Deluge across the south east

Today it rained. We haven’t had much sustained rainfall for a while so it was welcomed by the garden. And the water companies, I’m sure. There was, however, one individual who didn’t welcome it one little bit and just sat, sad and miserable, pleading with me to take her outside.

Please?

Okay, the photo above was taken yesterday when the sun was out but the look is the same.

There was a short period of blue sky but, fortunately, I wasn’t fooled because before long the black returned and the water lashed at our back windows.

I was working from home (after walking into town first thing just to get wet) and, while I started in my office, moved to the Dining Zone when I returned to the house to make a coffee and realised Mirinda had shut the girls out of the library because she was having an important phone meeting which did not need any sudden high pitched yapping. This meant Freya had to be locked out as well.

As I entered the extension two little faces looked up from the red dining chair. There’s nearly always one or the other of them there but rarely both together.

Emma particularly likes it because she can comfortably lie down on it, feigning sleep while always ready to pounce on anyone (or thing) she spots out the front door. She likes her comfort, does Emma, but needs to be alert to the dangers presented by strange dogs across the road and the postman.

I decided to set myself up at the dining table to keep them company. This was an instant invitation for Freya to lie across my lap. This is possibly one of her favourite spots though why she enjoys putting her head on my arm while I type is anyone’s guess. Eventually the constant movement forces her to withdraw her head and let it flop down the side of my leg.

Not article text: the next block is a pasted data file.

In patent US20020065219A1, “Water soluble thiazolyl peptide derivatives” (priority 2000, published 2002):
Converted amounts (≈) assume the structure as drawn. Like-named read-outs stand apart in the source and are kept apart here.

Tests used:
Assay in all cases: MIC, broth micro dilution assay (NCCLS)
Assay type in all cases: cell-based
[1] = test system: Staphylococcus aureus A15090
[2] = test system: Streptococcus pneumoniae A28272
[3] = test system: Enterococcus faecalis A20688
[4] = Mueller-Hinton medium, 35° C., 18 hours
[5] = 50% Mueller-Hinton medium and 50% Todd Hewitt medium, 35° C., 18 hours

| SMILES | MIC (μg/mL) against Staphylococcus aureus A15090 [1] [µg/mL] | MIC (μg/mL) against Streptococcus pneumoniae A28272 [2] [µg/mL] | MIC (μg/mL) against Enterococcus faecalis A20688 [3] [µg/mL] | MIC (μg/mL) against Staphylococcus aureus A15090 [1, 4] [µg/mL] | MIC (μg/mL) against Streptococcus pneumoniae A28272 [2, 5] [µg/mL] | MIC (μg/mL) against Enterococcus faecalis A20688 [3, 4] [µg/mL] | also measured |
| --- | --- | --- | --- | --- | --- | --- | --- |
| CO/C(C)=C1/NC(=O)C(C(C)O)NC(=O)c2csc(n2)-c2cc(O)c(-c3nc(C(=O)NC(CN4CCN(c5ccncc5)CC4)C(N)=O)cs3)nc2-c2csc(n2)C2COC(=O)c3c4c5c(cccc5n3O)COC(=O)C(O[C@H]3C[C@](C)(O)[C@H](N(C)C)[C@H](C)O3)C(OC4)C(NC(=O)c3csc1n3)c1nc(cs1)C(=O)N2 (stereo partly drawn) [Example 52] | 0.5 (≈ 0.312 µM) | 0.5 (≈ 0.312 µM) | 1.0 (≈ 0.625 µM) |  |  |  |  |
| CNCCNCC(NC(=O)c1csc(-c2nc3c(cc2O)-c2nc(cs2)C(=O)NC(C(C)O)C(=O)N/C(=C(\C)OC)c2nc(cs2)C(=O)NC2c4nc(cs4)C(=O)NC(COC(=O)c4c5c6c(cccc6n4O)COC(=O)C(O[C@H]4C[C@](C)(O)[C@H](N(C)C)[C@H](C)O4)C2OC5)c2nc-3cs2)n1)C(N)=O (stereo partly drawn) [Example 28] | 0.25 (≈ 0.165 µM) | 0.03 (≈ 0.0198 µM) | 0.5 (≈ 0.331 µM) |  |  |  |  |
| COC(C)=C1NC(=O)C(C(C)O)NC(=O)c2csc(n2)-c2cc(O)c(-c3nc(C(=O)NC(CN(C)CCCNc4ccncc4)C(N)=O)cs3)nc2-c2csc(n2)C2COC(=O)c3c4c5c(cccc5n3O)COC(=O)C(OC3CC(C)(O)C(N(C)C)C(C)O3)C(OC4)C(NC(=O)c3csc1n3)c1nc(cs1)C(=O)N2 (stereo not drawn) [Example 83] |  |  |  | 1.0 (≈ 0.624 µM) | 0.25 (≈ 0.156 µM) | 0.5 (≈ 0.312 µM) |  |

I then continued researching the names on the Chiddingfold war memorial, feeling equal amounts of the joy of discovery and the sadness of young lives snuffed out. I felt it even more poignant than usual given yesterday was D-Day 75.

Memorable this week were the White brothers, Walter and Algernon. They lost their parents in the 1890’s. Walter was packed off to boarding school while Algernon went to live with an elderly aunt.

Sometime after 1911, Walter decided to immigrate to Australia to become a farmer. How he would have succeeded or failed will never be known because, in 1914, he enlisted in the Australian Infantry and was cut down at Gallipoli.

Algernon managed to be promoted to 2nd Lieutenant in the Hampshire Regiment before being killed in Belgium in 1918.

There was a third brother, Percy. He seems to have survived the war.

And so my day continued.

PS: Here’s a link to the Chiddingfold memorial on the Surrey in the Great War website.

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